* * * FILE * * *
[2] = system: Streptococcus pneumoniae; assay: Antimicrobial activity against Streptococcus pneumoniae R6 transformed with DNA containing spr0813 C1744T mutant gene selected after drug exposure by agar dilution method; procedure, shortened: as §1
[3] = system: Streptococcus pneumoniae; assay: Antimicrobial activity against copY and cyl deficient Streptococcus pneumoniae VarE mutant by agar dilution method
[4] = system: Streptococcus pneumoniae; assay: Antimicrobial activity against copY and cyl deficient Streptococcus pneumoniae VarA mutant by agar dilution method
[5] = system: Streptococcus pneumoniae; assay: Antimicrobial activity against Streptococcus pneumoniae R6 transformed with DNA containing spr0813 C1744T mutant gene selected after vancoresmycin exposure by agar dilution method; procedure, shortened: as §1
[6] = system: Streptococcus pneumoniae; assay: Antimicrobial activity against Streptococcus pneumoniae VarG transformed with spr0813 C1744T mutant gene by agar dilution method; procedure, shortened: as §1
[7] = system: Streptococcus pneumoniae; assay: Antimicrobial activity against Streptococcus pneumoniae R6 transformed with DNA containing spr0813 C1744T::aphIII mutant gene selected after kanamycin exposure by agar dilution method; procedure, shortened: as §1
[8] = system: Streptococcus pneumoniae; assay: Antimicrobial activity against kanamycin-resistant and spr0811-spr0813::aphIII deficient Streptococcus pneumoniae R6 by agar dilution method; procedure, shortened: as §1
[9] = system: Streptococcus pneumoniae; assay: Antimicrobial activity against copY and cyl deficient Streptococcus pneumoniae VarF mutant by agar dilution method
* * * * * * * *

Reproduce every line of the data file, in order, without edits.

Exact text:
[2] = system: Streptococcus pneumoniae; assay: Antimicrobial activity against Streptococcus pneumoniae R6 transformed with DNA containing spr0813 C1744T mutant gene selected after drug exposure by agar dilution method; procedure, shortened: as §1
[3] = system: Streptococcus pneumoniae; assay: Antimicrobial activity against copY and cyl deficient Streptococcus pneumoniae VarE mutant by agar dilution method
[4] = system: Streptococcus pneumoniae; assay: Antimicrobial activity against copY and cyl deficient Streptococcus pneumoniae VarA mutant by agar dilution method
[5] = system: Streptococcus pneumoniae; assay: Antimicrobial activity against Streptococcus pneumoniae R6 transformed with DNA containing spr0813 C1744T mutant gene selected after vancoresmycin exposure by agar dilution method; procedure, shortened: as §1
[6] = system: Streptococcus pneumoniae; assay: Antimicrobial activity against Streptococcus pneumoniae VarG transformed with spr0813 C1744T mutant gene by agar dilution method; procedure, shortened: as §1
[7] = system: Streptococcus pneumoniae; assay: Antimicrobial activity against Streptococcus pneumoniae R6 transformed with DNA containing spr0813 C1744T::aphIII mutant gene selected after kanamycin exposure by agar dilution method; procedure, shortened: as §1
[8] = system: Streptococcus pneumoniae; assay: Antimicrobial activity against kanamycin-resistant and spr0811-spr0813::aphIII deficient Streptococcus pneumoniae R6 by agar dilution method; procedure, shortened: as §1
[9] = system: Streptococcus pneumoniae; assay: Antimicrobial activity against copY and cyl deficient Streptococcus pneumoniae VarF mutant by agar dilution method